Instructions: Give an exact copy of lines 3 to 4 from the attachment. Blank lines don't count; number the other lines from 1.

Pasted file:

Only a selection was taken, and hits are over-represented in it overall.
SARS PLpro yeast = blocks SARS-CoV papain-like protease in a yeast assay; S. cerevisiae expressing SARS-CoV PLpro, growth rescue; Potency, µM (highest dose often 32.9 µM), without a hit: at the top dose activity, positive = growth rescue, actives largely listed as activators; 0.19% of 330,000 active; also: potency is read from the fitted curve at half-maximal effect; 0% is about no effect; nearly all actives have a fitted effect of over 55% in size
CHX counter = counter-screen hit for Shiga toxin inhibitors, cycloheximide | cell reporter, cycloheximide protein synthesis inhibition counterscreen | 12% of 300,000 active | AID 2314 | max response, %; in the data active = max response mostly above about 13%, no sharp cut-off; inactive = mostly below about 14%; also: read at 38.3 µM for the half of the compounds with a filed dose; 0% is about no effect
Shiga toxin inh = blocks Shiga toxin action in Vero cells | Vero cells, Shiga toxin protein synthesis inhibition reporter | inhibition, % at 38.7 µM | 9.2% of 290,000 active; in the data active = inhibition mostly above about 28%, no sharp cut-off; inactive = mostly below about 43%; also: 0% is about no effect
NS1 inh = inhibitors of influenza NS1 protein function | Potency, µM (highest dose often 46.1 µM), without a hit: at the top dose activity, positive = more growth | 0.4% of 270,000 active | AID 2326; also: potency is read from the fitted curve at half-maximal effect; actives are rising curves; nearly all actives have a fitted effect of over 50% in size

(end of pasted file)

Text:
CHX counter = counter-screen hit for Shiga toxin inhibitors, cycloheximide | cell reporter, cycloheximide protein synthesis inhibition counterscreen | 12% of 300,000 active | AID 2314 | max response, %; in the data active = max response mostly above about 13%, no sharp cut-off; inactive = mostly below about 14%; also: read at 38.3 µM for the half of the compounds with a filed dose; 0% is about no effect
Shiga toxin inh = blocks Shiga toxin action in Vero cells | Vero cells, Shiga toxin protein synthesis inhibition reporter | inhibition, % at 38.7 µM | 9.2% of 290,000 active; in the data active = inhibition mostly above about 28%, no sharp cut-off; inactive = mostly below about 43%; also: 0% is about no effect